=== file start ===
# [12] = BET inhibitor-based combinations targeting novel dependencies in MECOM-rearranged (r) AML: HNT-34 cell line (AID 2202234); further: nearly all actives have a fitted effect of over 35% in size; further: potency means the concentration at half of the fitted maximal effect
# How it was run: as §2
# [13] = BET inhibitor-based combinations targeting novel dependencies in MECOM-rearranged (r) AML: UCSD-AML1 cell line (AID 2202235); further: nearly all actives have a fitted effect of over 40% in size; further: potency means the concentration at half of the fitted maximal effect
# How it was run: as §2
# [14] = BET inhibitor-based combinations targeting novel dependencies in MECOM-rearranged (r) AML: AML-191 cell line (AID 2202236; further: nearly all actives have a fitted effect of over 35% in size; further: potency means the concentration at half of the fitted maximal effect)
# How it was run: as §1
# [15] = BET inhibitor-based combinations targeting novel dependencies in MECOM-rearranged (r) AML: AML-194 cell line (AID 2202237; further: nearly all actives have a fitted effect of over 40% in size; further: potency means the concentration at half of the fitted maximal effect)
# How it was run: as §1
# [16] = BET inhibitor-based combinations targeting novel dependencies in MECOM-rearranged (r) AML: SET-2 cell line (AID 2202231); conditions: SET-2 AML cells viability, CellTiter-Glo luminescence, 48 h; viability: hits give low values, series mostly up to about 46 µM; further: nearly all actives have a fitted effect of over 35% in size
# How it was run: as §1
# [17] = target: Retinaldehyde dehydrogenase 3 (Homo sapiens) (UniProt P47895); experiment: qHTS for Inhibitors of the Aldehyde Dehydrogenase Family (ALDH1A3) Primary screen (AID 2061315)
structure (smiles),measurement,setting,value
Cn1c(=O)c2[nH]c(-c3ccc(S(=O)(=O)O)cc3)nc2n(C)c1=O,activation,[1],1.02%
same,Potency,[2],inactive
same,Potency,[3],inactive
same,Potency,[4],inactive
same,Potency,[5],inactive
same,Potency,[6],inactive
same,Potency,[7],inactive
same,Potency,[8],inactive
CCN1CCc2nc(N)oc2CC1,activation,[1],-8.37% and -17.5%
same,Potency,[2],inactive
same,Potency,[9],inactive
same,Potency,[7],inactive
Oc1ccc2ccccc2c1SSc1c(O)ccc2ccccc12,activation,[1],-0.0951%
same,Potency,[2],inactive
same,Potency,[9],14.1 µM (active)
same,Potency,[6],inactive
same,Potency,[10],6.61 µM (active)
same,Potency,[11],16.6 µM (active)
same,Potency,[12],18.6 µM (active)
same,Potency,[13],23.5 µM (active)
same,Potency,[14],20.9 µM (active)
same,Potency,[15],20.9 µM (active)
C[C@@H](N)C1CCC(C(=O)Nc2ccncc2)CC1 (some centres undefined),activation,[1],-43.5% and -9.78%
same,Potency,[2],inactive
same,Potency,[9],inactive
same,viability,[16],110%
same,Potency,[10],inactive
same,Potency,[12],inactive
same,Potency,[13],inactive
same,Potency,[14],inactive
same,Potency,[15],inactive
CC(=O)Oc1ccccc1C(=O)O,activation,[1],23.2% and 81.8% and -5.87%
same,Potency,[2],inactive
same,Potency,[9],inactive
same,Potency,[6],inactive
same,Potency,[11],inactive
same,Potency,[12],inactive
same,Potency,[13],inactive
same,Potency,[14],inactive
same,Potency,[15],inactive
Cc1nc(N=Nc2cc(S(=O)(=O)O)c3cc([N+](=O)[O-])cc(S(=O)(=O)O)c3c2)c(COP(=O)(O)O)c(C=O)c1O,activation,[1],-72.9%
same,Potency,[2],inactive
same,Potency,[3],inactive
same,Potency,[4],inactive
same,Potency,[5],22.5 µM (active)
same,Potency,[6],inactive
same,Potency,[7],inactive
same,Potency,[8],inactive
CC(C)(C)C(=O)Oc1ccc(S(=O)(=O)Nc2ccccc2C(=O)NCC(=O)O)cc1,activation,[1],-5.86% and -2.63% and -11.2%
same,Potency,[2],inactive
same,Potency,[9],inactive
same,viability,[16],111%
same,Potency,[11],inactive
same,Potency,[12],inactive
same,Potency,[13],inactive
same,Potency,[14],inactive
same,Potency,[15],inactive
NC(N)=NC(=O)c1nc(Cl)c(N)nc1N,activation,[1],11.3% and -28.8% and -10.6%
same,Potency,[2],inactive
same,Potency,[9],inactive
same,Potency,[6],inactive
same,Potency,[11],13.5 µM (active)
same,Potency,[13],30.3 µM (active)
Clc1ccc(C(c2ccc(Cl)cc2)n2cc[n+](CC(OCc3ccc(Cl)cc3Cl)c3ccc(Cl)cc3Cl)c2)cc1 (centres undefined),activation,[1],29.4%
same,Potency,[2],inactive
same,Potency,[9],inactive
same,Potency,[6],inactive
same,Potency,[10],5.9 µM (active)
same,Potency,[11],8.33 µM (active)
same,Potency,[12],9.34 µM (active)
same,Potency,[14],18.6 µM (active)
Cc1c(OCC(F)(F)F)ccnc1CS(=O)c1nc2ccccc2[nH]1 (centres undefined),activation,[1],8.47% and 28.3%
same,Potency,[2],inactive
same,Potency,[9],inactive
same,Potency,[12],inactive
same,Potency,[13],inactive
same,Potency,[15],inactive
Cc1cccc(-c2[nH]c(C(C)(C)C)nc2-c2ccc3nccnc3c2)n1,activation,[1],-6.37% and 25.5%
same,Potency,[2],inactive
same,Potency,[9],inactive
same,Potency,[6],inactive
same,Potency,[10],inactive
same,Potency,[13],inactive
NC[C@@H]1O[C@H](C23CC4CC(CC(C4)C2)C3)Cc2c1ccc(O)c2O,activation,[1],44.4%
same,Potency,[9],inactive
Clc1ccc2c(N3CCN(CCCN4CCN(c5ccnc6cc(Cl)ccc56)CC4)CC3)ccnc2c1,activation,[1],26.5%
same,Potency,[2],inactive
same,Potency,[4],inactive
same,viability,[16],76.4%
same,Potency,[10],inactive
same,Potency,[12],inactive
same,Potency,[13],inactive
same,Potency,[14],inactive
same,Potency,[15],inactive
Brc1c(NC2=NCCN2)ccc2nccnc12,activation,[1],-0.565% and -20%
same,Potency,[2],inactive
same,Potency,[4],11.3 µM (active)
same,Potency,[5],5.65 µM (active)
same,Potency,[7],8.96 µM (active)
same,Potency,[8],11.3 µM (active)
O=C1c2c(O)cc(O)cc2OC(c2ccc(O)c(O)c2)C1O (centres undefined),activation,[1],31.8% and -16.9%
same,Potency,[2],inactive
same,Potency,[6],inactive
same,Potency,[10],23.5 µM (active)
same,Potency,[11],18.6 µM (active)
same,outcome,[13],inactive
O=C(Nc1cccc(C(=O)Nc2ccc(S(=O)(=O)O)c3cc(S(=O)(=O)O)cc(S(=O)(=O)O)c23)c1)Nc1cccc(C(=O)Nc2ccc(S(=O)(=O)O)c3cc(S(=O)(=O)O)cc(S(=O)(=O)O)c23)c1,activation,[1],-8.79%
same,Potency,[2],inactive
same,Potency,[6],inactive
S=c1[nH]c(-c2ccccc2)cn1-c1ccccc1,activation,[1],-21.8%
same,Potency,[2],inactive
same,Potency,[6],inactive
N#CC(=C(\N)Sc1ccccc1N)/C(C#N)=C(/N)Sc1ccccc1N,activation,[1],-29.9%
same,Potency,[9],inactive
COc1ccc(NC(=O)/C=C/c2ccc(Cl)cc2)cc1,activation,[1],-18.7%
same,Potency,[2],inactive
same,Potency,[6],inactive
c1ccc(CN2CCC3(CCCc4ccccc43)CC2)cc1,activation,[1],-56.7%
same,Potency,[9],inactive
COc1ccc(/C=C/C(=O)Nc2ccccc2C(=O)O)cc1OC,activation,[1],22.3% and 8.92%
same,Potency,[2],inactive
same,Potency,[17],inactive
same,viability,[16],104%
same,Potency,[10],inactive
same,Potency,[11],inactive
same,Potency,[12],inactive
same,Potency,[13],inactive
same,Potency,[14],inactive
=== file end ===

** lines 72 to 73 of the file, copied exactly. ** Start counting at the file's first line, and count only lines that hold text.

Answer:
same,Potency,[9],inactive
same,Potency,[6],inactive